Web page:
MDMA, or ecstasy, shows promise as a PTSD treatment
The first time Lori Tipton tried MDMA, she was skeptical it would make a difference.
"I really was, at the beginning, very nervous," Tipton said.
MDMA is the main ingredient in the club drug known as ecstasy or molly. But Tipton wasn't taking pills sold on the street to get high. She was trying to treat her post-traumatic stress disorder by participating in a clinical trial.
After taking a dose of pure MDMA, Tipton lay in a quiet room with two specially trained psychotherapists. They sat next to her as she recalled some of her deepest traumas, such as discovering her mother's body after Tipton's mother killed two people and then herself in a murder-suicide.
"In the embrace of MDMA," Tipton said, she could revisit that moment without the usual terror and panic. "I was able to find such empathy for myself."
Scientists are testing how pharmaceutical-grade MDMA can be used in combination with psychotherapy to help patients with a severe form of PTSD that has not responded to other treatments. Unlike street drugs, which may be adulterated and unsafe, researchers use a pure, precisely dosed form of the drug.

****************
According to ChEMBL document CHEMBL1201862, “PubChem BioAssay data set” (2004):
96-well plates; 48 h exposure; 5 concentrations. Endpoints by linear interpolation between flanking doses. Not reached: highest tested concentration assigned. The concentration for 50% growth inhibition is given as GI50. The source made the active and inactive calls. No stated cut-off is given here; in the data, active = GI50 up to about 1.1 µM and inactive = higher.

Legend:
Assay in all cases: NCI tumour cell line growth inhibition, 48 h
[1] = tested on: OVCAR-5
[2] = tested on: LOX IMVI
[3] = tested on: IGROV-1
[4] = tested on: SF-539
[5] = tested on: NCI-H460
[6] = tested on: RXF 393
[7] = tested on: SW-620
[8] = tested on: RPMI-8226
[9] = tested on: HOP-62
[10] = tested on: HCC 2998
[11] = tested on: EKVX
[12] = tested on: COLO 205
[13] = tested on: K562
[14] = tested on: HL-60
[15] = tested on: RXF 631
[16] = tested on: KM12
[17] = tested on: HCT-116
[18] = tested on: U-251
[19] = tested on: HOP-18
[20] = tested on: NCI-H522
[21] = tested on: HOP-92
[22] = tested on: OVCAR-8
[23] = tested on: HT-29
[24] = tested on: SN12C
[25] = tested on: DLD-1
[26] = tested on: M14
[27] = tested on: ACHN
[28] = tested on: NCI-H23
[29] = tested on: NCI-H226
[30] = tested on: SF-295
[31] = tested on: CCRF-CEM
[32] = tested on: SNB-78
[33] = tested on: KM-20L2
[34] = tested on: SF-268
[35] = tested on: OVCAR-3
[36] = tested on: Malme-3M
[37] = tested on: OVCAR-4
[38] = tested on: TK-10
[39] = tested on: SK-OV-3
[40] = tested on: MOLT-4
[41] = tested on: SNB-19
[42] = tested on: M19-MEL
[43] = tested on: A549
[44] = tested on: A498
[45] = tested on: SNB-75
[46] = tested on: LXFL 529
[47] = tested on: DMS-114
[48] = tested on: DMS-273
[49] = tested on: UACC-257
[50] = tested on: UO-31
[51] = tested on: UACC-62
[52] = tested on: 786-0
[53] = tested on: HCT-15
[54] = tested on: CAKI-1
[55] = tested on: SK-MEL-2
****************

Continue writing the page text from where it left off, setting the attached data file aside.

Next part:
MDMA is not yet available as a treatment for PTSD outside of clinical trials. But proponents are aiming for approval by the Food and Drug Administration, which granted breakthrough therapy status to MDMA-assisted psychotherapy in 2017.
Researchers are conducting Phase 3 clinical trials at more than a dozen sites. Clinicians who treat PTSD are hopeful the next round of trials will show that MDMA treatment is an effective option to relieve patient suffering.
"The problem is we haven't had a new drug to treat PTSD in over 17 years," said Dr. Sue Sisley, a physician and president of the Scottsdale Research Institute, based in Arizona. "There are certain illnesses that are just intractable and not responsive to traditional therapy, and we need to start thinking more broadly."
But MDMA is a Schedule I controlled substance, which means it currently has no accepted medical use and has a "high potential for abuse" (something that MDMA's therapeutic proponents dispute). Because of that designation, the current research trials are privately funded by the Multidisciplinary Association for Psychedelic Studies, or MAPS.